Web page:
2017-12-28 / Front Page

Community invited to E.P. Observance at Ebenezer Jan. 1

The 155th annual Emancipation Proclamation Observance, a tradi­tion that has been kept since 1863, will be held Monday, January 1, at 10 a.m. at Ebenezer Baptist Church, to which the community is invited.

This year’s speaker is Dr. Ricky Edmund, assistant superintendent of Lincoln County schools.

An introduction for Edmund will be provided by Dr. Howie Gunby, principal of Lincoln County High School.

Presiding over the service will be Rev. Stanley Key, representing Ebenezer Baptist Church, with a prelude by Donnell Harris, fol­lowed by a devotion given by Rev. Seymour Harrison, pastor of White Rock Baptist Church.

Greetings will be provided by Alexis Norman, and Shayla Beard, a senior at LCHS, will read the Emancipation Proclamation.

An offertory prayer will be given by Rev. Willie J. White, pastor of Newberry Missionary Baptist Church.

Others taking part in the special observance include Kenneth Elam, president of the Lincoln County Chapter of the NAACP; Barry Norman, president of the Twilight Improvement Association, Inc. (TIA); Rev. Fred Perriman, pas­tor of Ebenezer Baptist Church; Henry Jones, representing Mulberry C.M.E. Church; and Ernest Harris, representing Newberry Missionary Baptist Church.

Special music will be provided by the New Tabernacle Baptist Church choir.

The congregation will likewise join together and sing the Negro National Anthem “Lift Every Voice and Sing.”

The final draft of the Emancipa­tion Proclamation was signed by President Abraham Lincoln on Janu­ary 1, 1863.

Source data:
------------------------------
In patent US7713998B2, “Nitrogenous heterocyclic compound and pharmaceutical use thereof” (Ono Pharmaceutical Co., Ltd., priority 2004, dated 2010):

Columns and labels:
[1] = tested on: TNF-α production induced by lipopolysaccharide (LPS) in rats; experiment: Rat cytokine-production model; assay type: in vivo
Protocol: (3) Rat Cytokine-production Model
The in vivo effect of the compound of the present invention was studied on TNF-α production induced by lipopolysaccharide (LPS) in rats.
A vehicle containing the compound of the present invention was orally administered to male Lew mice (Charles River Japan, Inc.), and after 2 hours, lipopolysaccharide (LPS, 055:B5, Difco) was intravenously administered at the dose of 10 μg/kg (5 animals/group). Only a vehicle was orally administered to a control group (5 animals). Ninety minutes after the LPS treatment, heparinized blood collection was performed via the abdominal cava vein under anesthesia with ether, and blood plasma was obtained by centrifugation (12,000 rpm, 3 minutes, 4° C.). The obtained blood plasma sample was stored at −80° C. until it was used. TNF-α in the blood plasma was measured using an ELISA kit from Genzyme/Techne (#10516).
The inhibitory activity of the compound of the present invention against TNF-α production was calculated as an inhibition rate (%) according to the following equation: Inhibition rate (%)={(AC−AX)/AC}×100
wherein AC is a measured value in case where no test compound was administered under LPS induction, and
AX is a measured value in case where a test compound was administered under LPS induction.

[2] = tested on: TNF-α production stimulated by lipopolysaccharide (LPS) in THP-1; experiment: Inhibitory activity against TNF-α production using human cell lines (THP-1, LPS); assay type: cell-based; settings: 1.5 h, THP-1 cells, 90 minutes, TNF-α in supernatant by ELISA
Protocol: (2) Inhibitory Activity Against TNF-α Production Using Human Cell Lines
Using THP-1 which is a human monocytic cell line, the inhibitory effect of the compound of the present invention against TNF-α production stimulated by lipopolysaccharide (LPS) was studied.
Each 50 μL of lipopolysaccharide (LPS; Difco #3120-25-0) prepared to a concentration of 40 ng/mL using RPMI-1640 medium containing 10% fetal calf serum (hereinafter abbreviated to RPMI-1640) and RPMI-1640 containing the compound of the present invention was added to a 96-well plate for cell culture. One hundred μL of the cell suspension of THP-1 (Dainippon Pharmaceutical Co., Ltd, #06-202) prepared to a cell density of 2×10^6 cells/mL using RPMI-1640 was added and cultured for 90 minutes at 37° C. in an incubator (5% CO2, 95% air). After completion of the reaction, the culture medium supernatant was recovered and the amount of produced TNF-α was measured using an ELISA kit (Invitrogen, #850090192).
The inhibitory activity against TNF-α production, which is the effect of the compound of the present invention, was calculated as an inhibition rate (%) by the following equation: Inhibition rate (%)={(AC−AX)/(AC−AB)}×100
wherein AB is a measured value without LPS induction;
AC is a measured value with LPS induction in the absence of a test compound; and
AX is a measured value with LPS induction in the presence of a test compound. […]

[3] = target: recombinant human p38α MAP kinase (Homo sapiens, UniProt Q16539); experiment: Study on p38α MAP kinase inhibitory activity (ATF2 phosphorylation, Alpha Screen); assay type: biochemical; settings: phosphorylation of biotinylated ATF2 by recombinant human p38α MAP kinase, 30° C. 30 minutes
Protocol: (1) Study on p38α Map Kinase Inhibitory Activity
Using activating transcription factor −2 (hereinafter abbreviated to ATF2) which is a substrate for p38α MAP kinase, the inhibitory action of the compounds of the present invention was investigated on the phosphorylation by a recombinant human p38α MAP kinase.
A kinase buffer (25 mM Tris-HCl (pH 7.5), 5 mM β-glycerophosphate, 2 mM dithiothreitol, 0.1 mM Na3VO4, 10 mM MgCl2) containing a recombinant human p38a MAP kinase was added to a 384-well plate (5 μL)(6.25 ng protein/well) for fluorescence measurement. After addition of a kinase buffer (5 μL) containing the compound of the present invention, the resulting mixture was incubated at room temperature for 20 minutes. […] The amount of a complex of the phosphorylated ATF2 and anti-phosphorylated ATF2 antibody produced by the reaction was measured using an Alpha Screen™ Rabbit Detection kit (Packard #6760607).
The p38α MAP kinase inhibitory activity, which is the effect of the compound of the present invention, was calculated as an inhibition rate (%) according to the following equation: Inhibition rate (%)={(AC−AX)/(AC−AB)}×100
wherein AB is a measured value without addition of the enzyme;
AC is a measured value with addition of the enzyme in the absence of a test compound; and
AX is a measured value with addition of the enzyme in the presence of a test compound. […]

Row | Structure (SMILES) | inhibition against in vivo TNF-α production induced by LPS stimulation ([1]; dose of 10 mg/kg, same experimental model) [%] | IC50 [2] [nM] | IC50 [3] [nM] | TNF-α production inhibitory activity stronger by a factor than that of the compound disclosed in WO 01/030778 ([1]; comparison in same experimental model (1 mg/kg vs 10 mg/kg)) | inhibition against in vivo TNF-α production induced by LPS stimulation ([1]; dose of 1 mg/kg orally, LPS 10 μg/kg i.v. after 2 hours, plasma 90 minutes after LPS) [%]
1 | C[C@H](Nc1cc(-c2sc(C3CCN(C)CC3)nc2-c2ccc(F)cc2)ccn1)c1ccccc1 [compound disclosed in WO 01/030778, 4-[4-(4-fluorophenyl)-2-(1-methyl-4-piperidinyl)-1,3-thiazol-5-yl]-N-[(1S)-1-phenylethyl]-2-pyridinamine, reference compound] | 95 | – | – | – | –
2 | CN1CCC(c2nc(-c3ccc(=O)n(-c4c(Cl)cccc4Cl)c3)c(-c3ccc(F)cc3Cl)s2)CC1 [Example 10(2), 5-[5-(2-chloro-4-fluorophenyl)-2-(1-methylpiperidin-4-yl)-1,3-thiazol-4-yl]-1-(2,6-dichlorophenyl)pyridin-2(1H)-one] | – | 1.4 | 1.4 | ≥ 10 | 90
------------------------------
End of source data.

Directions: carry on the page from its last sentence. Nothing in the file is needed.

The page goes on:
Almost from the beginning of his administration, the president was pressured to issue a proclamation freeing the slaves. In principle, Lincoln approved, but he postponed taking any action until he believed he had wider support from the American public. Basically, he was trying to save the Union.

President Lincoln read his initial draft of the Emancipation Proclama­tion to Secretary of State William H. Seward and Secretary of the Navy Gideon Welles on July 13, 1862. Both men were speechless. In es­sence, the document mandated that all slaves in the states that refused to reunite with the Union by January 1, 1863, would be freed.

Later that July, the president raised the issue at a cabinet meet­ing and received a mixed reaction. Fortunately, he wanted the advice of his cabinet on only the style of the proclamation, not its substance.

The course was set for what many consider to be the crowning achievement of the Lincoln Admin­istration.

The proclamation was further re­fined during a cabinet meeting held September 22, 1862.

Sadly, the original document was lost in the Chicago Fire of 1871. Surviving photographs show that it was written primarily in Lincoln’s own hand.

Although the proclamation was signed in 1863, the slaves were not immediately freed. This did not occur until 1865, when the 13th Amendment to the Constitution was ratified, abolishing slavery uniform­ly throughout the entire nation.

The Emancipation Proclamation Observance is being sponsored by the TIA and the local NAACP chapter.

Ebenezer Baptist Church is locat­ed at 1157 Ebenezer Church Road, off of Highway 79.

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